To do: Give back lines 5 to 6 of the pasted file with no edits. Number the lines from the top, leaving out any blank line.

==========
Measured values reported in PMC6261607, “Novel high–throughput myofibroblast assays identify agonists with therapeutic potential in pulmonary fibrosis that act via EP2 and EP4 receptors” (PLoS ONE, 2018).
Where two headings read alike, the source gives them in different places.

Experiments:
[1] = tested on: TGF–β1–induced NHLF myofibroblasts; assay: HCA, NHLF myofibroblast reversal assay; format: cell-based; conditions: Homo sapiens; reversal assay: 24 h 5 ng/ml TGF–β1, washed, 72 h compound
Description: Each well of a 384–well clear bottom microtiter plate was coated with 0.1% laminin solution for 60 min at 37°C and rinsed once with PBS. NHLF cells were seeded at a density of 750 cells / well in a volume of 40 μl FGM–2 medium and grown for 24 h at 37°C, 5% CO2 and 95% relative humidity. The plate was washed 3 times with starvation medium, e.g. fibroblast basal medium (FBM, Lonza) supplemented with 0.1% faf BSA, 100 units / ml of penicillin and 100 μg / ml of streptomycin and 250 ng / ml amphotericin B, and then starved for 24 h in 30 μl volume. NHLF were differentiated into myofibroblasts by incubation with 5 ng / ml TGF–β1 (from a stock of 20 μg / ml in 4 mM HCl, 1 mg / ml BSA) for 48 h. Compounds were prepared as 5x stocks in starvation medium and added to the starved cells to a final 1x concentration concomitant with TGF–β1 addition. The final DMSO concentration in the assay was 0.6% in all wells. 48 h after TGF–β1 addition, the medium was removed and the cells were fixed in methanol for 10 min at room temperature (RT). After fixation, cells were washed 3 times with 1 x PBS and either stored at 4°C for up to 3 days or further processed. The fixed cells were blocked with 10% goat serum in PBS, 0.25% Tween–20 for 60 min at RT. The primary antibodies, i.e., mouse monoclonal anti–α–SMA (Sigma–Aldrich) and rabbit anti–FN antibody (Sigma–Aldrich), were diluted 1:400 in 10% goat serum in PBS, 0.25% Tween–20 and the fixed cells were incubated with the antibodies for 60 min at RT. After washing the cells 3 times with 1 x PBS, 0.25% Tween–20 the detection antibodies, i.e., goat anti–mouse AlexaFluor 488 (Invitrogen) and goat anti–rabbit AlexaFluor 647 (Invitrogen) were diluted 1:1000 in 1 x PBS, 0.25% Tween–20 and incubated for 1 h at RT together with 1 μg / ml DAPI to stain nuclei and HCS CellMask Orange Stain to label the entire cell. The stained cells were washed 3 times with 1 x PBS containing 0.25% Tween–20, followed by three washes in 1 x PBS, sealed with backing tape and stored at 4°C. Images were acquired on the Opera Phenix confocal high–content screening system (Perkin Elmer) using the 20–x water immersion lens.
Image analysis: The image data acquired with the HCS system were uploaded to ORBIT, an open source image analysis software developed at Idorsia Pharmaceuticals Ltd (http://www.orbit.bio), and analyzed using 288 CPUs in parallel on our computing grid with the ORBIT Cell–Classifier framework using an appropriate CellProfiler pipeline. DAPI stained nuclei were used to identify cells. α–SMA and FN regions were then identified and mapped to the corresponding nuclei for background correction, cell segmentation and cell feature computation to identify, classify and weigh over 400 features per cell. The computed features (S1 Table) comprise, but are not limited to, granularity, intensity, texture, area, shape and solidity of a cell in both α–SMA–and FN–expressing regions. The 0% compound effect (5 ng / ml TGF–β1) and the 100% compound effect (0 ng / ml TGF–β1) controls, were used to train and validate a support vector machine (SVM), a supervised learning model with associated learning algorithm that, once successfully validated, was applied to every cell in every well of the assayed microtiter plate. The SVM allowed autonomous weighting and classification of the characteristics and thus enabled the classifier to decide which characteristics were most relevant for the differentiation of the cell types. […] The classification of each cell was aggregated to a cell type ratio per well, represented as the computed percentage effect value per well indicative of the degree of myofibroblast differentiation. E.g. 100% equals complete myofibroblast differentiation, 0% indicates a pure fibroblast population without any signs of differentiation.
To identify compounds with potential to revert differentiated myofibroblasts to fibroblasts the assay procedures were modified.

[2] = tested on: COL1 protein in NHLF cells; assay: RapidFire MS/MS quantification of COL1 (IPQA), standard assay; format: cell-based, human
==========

Description: Each well of a 384–well clear bottom microtiter plate was coated with 0.1% laminin solution for 60 min at 37°C and rinsed once with PBS. NHLF cells were seeded at a density of 750 cells / well in a volume of 40 μl FGM–2 medium and grown for 24 h at 37°C, 5% CO2 and 95% relative humidity. The plate was washed 3 times with starvation medium, e.g. fibroblast basal medium (FBM, Lonza) supplemented with 0.1% faf BSA, 100 units / ml of penicillin and 100 μg / ml of streptomycin and 250 ng / ml amphotericin B, and then starved for 24 h in 30 μl volume. NHLF were differentiated into myofibroblasts by incubation with 5 ng / ml TGF–β1 (from a stock of 20 μg / ml in 4 mM HCl, 1 mg / ml BSA) for 48 h. Compounds were prepared as 5x stocks in starvation medium and added to the starved cells to a final 1x concentration concomitant with TGF–β1 addition. The final DMSO concentration in the assay was 0.6% in all wells. 48 h after TGF–β1 addition, the medium was removed and the cells were fixed in methanol for 10 min at room temperature (RT). After fixation, cells were washed 3 times with 1 x PBS and either stored at 4°C for up to 3 days or further processed. The fixed cells were blocked with 10% goat serum in PBS, 0.25% Tween–20 for 60 min at RT. The primary antibodies, i.e., mouse monoclonal anti–α–SMA (Sigma–Aldrich) and rabbit anti–FN antibody (Sigma–Aldrich), were diluted 1:400 in 10% goat serum in PBS, 0.25% Tween–20 and the fixed cells were incubated with the antibodies for 60 min at RT. After washing the cells 3 times with 1 x PBS, 0.25% Tween–20 the detection antibodies, i.e., goat anti–mouse AlexaFluor 488 (Invitrogen) and goat anti–rabbit AlexaFluor 647 (Invitrogen) were diluted 1:1000 in 1 x PBS, 0.25% Tween–20 and incubated for 1 h at RT together with 1 μg / ml DAPI to stain nuclei and HCS CellMask Orange Stain to label the entire cell. The stained cells were washed 3 times with 1 x PBS containing 0.25% Tween–20, followed by three washes in 1 x PBS, sealed with backing tape and stored at 4°C. Images were acquired on the Opera Phenix confocal high–content screening system (Perkin Elmer) using the 20–x water immersion lens.
Image analysis: The image data acquired with the HCS system were uploaded to ORBIT, an open source image analysis software developed at Idorsia Pharmaceuticals Ltd (http://www.orbit.bio), and analyzed using 288 CPUs in parallel on our computing grid with the ORBIT Cell–Classifier framework using an appropriate CellProfiler pipeline. DAPI stained nuclei were used to identify cells. α–SMA and FN regions were then identified and mapped to the corresponding nuclei for background correction, cell segmentation and cell feature computation to identify, classify and weigh over 400 features per cell. The computed features (S1 Table) comprise, but are not limited to, granularity, intensity, texture, area, shape and solidity of a cell in both α–SMA–and FN–expressing regions. The 0% compound effect (5 ng / ml TGF–β1) and the 100% compound effect (0 ng / ml TGF–β1) controls, were used to train and validate a support vector machine (SVM), a supervised learning model with associated learning algorithm that, once successfully validated, was applied to every cell in every well of the assayed microtiter plate. The SVM allowed autonomous weighting and classification of the characteristics and thus enabled the classifier to decide which characteristics were most relevant for the differentiation of the cell types. […] The classification of each cell was aggregated to a cell type ratio per well, represented as the computed percentage effect value per well indicative of the degree of myofibroblast differentiation. E.g. 100% equals complete myofibroblast differentiation, 0% indicates a pure fibroblast population without any signs of differentiation.